Proper organization of microtubule minus ends is needed for midzone stability and cytokinesis

Curr Biol. 2010 May 11;20(9):880-5. doi: 10.1016/j.cub.2010.03.067. Epub 2010 Apr 29.

Abstract

Successful cytokinesis is critical for maintaining genome stability and requires the assembly of a robust central spindle to specify the cleavage furrow position, to prevent separated chromosomes from coming back together, and to contribute to midbody abscission. A proper central spindle is assembled and maintained by a number of microtubule-associated and molecular motor proteins that sort microtubules into bundles with their plus ends overlapping at the center. The mechanisms by which different factors organize the central spindle microtubules remain unclear. We found that perturbation of the minus-end-directed Kinesin-14 HSET increased the frequency of polyploid cells, which resulted from a failure in cytokinesis. In addition, HSET knockdown resulted in severe midzone microtubule organization, most notably at microtubule minus ends, as well as mislocalization of several midbody-associated proteins. Biochemical analysis showed that both human HSET and Xenopus XCTK2 cofractionated with the gamma-tubulin ring complexes on sucrose gradients and that XCTK2 associated with gamma-tubulin and Xgrip109 by immunoprecipitation. Our data reveal the novel finding that a minus-end-directed motor contributes to the organization and stability of the central spindle, which is needed for proper cytokinesis.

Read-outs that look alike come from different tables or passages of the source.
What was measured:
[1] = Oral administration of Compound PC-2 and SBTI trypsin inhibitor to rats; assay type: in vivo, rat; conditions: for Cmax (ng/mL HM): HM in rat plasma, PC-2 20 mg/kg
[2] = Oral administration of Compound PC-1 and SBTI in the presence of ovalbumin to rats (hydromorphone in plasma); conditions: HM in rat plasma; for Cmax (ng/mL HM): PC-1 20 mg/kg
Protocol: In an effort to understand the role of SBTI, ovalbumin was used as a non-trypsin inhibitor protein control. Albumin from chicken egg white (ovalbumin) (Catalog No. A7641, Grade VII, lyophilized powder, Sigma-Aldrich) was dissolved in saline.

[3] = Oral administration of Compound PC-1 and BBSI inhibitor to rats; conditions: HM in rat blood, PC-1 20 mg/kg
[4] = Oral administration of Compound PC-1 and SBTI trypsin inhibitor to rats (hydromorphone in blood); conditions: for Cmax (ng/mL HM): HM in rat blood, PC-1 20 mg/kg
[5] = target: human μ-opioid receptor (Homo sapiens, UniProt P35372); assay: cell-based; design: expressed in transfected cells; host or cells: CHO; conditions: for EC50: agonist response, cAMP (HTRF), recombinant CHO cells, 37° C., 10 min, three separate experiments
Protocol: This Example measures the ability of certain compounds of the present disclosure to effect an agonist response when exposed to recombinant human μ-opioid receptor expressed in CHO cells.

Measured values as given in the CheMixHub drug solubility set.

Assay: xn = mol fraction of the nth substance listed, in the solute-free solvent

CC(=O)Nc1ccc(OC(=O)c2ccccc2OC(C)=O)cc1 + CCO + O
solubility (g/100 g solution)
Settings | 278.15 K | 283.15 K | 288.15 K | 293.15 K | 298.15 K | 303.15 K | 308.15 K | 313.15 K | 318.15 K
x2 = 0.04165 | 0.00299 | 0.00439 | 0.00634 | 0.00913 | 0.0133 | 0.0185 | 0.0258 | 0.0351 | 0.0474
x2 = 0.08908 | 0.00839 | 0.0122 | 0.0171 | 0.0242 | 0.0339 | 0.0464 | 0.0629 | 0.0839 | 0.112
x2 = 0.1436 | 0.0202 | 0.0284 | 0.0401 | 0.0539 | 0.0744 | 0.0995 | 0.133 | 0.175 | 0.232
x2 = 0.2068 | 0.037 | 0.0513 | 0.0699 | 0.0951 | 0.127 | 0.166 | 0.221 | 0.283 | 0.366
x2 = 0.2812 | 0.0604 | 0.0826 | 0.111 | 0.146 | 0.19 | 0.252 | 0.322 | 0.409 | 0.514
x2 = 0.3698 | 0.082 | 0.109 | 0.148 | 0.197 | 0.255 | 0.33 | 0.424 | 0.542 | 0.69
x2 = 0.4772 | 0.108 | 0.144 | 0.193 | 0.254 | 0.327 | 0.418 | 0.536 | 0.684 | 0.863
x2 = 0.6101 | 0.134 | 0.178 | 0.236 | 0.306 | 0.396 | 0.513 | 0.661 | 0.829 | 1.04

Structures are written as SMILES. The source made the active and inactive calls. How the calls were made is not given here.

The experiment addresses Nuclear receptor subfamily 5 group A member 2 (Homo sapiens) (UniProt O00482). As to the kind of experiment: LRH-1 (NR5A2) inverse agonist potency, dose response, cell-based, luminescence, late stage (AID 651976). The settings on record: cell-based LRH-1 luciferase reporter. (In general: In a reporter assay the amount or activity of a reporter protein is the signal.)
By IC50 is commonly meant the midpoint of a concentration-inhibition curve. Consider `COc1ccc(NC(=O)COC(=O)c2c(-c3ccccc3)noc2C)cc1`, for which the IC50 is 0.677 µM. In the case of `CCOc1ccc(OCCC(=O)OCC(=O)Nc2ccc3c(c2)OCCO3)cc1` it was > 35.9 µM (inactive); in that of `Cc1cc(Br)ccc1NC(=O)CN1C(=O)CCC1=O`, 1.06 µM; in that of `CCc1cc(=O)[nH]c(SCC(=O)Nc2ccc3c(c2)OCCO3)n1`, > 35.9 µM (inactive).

Publication types

  • Research Support, N.I.H., Extramural

MeSH terms

  • Animals
  • Cytokinesis* / physiology
  • HeLa Cells
  • Humans
  • Kinesin / metabolism
  • Kinesin / physiology
  • Microtubules / metabolism
  • Microtubules / physiology*
  • Molecular Motor Proteins / metabolism
  • Molecular Motor Proteins / physiology
  • Oncogene Proteins / physiology
  • Polyploidy
  • Spindle Apparatus / physiology
  • Tubulin / metabolism
  • Tubulin / physiology
  • Xenopus

Substances

  • Molecular Motor Proteins
  • Oncogene Proteins
  • Tubulin
  • human spleen, embryo, and testes expressed protein, human
  • KIF14 protein, human
  • Kinesin